The cold shock causes my skin to tin­gle and some­times even st­ing, but I try not to fo­cus on that and just ac­knowl­edge it as a stim­u­lus from my body. Af­ter a few min­utes, my thoughts start to slow down and my re­ac­tion time in­creases. When I feel that, I know that fo­cus is cru­cial – not hav­ing com­plete fo­cus on my body can quickly be­come dan­ger­ous. As I am aware of ev­ery lit­tle change in my mind and body, I can tell ex­actly when I need to get out. Once I’ve made that de­ci­sion, I al­ways stay very calm and sit some­where quiet to med­i­tate. This helps my body warm up grad­u­ally, but if I am in a very cold or windy en­vi­ron­ment I will al­ways put my dry robe on.

Any dif­fi­cul­ties you have ex­pe­ri­enced?

When I did my first dive in the Arc­tic wa­ter, it was so im­mensely cold. Even af­ter months of train­ing for this, it was still a big shock to me. The fact that the wa­ter was sub-zero was a game changer. It felt like noth­ing I had ever ex­pe­ri­enced.

Once I got out of the wa­ter, it was in­cred­i­bly hard for me to get warm. I was ex­pe­ri­enc­ing af­ter-drop. The body is very smart and keeps your core and vi­tal or­gans warm for quite a while even if you are in ex­treme con­di­tions. Af­ter-drop is when the cold blood from your ex­trem­i­ties mix with the warm blood of your core. This mix­ing of blood can drop your over­all core tem­per­a­ture even more than the orig­i­nal ex­po­sure, so your body goes through yet an­other chal­lenge. At this point the cold blood in your chest can be quite painful. Dur­ing these mo­ments it is cru­cial that my team know their roles and keep safety a big­gest pri­or­ity. It is for this rea­son I never rec­om­mend any­body just jump into cold wa­ter with­out proper train­ing and su­per­vi­sion.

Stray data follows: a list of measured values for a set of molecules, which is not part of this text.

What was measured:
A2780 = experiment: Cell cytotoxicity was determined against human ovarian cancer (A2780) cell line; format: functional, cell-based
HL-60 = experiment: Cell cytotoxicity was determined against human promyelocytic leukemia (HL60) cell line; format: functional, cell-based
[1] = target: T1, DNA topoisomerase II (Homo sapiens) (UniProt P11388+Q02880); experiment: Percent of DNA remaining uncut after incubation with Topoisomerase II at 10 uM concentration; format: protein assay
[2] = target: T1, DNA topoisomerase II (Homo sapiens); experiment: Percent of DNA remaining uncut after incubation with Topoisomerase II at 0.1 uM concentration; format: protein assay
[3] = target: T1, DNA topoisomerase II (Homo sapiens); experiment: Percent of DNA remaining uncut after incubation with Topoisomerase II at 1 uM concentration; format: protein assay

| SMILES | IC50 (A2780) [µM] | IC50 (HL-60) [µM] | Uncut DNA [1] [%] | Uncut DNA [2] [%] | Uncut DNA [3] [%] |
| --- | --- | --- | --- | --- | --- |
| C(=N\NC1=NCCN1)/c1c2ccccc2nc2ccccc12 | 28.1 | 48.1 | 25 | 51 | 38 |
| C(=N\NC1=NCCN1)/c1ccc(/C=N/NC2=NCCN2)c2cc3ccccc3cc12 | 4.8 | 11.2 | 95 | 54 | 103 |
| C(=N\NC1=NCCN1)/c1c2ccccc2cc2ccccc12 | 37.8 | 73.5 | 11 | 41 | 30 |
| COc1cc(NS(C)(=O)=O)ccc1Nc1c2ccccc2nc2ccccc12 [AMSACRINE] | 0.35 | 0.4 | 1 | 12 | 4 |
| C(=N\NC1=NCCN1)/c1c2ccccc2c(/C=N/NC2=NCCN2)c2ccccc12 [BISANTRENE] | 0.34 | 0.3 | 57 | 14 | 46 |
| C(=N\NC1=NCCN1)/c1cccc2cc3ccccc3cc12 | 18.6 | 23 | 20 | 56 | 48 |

What about the most re­ward­ing and/or mem­o­rable time?

The first time I vis­ited Ice­land was one of the most ex­cit­ing and mem­o­rable trips so far. It was my first ex­pe­ri­ence free­d­iv­ing in such cold tem­per­a­tures and there is no bet­ter

Div­ing next to these mas­sive ice­bergs was a whole new level of cold. These big gi­ants ra­di­ate cold like a heater does into your home. The sound of the crack­ing ice was con­stant and drowned out nearby whale noises

place to do this than swim­ming be­tween the tec­tonic plates. It was such a great feel­ing – I felt one with the wa­ter, one with the planet and ev­ery be­ing on it. Be­sides that, cold is part of the Ice­landic cul­ture and while I was there I met a lot of amaz­ing peo­ple who found great ben­e­fits in the cold. It was meet­ing these peo­ple that made the trip truly re­mark­able.

What ad­vice would you give to divers who are in­ter­ested in cold-wa­ter free­d­iv­ing?

First and fore­most, never hy­per­ven­ti­late be­fore get­ting into the wa­ter and most im­por­tantly, never dive alone – es­pe­cially with cold-wa­ter free­d­iv­ing where you are adding an­other level of dan­ger. Be­ing well pre­pared and hav­ing a team that knows what they are do­ing is cru­cial. When train­ing for cold ex­po­sure, it’s im­por­tant to grad­u­ally build your tol­er­ance: Don’t fo­cus on the num­bers but lis­ten to your body. Last but not least, if you do it, en­joy!

Could you share some of your fu­ture goals with us?

I want to keep chal­leng­ing my mind and body on dif­fer­ent lev­els. Through my stud­ies, I’m re­ally in­ter­ested in the psy­cho­log­i­cal ben­e­fits of cold ex­po­sure. I do have some ex­cit­ing things com­ing up but you should stay tuned for more de­tails on that!